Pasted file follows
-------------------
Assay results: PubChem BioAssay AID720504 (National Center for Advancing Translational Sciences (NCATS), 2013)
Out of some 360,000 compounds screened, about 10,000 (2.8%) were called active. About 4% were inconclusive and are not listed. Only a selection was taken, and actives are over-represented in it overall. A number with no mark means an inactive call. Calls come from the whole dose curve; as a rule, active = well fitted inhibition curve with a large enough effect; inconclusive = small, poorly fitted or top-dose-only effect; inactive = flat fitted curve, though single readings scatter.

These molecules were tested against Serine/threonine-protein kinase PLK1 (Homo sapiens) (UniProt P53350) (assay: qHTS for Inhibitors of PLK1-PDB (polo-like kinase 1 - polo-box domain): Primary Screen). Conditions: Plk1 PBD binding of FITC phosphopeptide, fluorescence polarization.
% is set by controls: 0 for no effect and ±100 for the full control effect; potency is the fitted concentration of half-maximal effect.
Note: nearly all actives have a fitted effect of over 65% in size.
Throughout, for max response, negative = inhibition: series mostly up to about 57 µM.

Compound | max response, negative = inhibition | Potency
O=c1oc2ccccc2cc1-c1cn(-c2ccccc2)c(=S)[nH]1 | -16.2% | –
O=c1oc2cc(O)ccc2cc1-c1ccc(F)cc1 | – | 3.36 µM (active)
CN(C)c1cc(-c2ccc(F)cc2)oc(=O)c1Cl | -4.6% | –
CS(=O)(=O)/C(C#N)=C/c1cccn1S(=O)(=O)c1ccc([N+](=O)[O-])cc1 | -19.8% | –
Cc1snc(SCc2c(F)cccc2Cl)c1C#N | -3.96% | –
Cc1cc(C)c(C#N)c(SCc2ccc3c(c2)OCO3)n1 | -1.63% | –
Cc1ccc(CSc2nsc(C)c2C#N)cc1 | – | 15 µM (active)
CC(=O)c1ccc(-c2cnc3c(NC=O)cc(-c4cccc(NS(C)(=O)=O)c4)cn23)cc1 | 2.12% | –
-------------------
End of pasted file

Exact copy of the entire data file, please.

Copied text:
Assay results: PubChem BioAssay AID720504 (National Center for Advancing Translational Sciences (NCATS), 2013)
Out of some 360,000 compounds screened, about 10,000 (2.8%) were called active. About 4% were inconclusive and are not listed. Only a selection was taken, and actives are over-represented in it overall. A number with no mark means an inactive call. Calls come from the whole dose curve; as a rule, active = well fitted inhibition curve with a large enough effect; inconclusive = small, poorly fitted or top-dose-only effect; inactive = flat fitted curve, though single readings scatter.

These molecules were tested against Serine/threonine-protein kinase PLK1 (Homo sapiens) (UniProt P53350) (assay: qHTS for Inhibitors of PLK1-PDB (polo-like kinase 1 - polo-box domain): Primary Screen). Conditions: Plk1 PBD binding of FITC phosphopeptide, fluorescence polarization.
% is set by controls: 0 for no effect and ±100 for the full control effect; potency is the fitted concentration of half-maximal effect.
Note: nearly all actives have a fitted effect of over 65% in size.
Throughout, for max response, negative = inhibition: series mostly up to about 57 µM.

Compound | max response, negative = inhibition | Potency
O=c1oc2ccccc2cc1-c1cn(-c2ccccc2)c(=S)[nH]1 | -16.2% | –
O=c1oc2cc(O)ccc2cc1-c1ccc(F)cc1 | – | 3.36 µM (active)
CN(C)c1cc(-c2ccc(F)cc2)oc(=O)c1Cl | -4.6% | –
CS(=O)(=O)/C(C#N)=C/c1cccn1S(=O)(=O)c1ccc([N+](=O)[O-])cc1 | -19.8% | –
Cc1snc(SCc2c(F)cccc2Cl)c1C#N | -3.96% | –
Cc1cc(C)c(C#N)c(SCc2ccc3c(c2)OCO3)n1 | -1.63% | –
Cc1ccc(CSc2nsc(C)c2C#N)cc1 | – | 15 µM (active)
CC(=O)c1ccc(-c2cnc3c(NC=O)cc(-c4cccc(NS(C)(=O)=O)c4)cn23)cc1 | 2.12% | –